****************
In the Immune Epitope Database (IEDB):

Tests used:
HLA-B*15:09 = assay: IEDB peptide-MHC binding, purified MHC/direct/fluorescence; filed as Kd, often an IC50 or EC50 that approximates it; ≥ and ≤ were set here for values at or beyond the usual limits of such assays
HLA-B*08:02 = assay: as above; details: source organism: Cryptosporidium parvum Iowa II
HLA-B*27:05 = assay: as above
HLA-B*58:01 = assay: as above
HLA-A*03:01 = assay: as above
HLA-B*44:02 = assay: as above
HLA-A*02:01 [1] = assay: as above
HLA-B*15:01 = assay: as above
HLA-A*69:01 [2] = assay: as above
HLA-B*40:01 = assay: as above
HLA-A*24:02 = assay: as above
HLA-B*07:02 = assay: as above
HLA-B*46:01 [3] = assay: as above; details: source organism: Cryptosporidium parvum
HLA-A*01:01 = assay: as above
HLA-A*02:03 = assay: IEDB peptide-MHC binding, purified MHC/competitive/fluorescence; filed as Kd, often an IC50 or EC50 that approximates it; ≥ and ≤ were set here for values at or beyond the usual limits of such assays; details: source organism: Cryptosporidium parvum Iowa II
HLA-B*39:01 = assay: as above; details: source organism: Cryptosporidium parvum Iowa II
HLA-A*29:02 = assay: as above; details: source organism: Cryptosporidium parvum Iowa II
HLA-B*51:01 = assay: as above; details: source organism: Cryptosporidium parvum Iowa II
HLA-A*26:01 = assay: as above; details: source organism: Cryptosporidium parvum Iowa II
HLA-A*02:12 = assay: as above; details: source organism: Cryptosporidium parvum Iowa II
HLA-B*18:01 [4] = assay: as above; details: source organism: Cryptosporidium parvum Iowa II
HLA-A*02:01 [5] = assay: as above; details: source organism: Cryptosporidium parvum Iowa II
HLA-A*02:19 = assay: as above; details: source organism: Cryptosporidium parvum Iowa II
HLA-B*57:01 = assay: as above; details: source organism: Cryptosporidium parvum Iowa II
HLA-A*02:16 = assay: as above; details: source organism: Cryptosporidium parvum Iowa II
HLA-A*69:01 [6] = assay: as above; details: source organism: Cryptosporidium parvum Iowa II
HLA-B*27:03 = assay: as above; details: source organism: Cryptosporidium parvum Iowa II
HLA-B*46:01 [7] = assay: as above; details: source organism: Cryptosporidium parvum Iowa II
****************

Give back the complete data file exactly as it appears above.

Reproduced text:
In the Immune Epitope Database (IEDB):

Tests used:
HLA-B*15:09 = assay: IEDB peptide-MHC binding, purified MHC/direct/fluorescence; filed as Kd, often an IC50 or EC50 that approximates it; ≥ and ≤ were set here for values at or beyond the usual limits of such assays
HLA-B*08:02 = assay: as above; details: source organism: Cryptosporidium parvum Iowa II
HLA-B*27:05 = assay: as above
HLA-B*58:01 = assay: as above
HLA-A*03:01 = assay: as above
HLA-B*44:02 = assay: as above
HLA-A*02:01 [1] = assay: as above
HLA-B*15:01 = assay: as above
HLA-A*69:01 [2] = assay: as above
HLA-B*40:01 = assay: as above
HLA-A*24:02 = assay: as above
HLA-B*07:02 = assay: as above
HLA-B*46:01 [3] = assay: as above; details: source organism: Cryptosporidium parvum
HLA-A*01:01 = assay: as above
HLA-A*02:03 = assay: IEDB peptide-MHC binding, purified MHC/competitive/fluorescence; filed as Kd, often an IC50 or EC50 that approximates it; ≥ and ≤ were set here for values at or beyond the usual limits of such assays; details: source organism: Cryptosporidium parvum Iowa II
HLA-B*39:01 = assay: as above; details: source organism: Cryptosporidium parvum Iowa II
HLA-A*29:02 = assay: as above; details: source organism: Cryptosporidium parvum Iowa II
HLA-B*51:01 = assay: as above; details: source organism: Cryptosporidium parvum Iowa II
HLA-A*26:01 = assay: as above; details: source organism: Cryptosporidium parvum Iowa II
HLA-A*02:12 = assay: as above; details: source organism: Cryptosporidium parvum Iowa II
HLA-B*18:01 [4] = assay: as above; details: source organism: Cryptosporidium parvum Iowa II
HLA-A*02:01 [5] = assay: as above; details: source organism: Cryptosporidium parvum Iowa II
HLA-A*02:19 = assay: as above; details: source organism: Cryptosporidium parvum Iowa II
HLA-B*57:01 = assay: as above; details: source organism: Cryptosporidium parvum Iowa II
HLA-A*02:16 = assay: as above; details: source organism: Cryptosporidium parvum Iowa II
HLA-A*69:01 [6] = assay: as above; details: source organism: Cryptosporidium parvum Iowa II
HLA-B*27:03 = assay: as above; details: source organism: Cryptosporidium parvum Iowa II
HLA-B*46:01 [7] = assay: as above; details: source organism: Cryptosporidium parvum Iowa II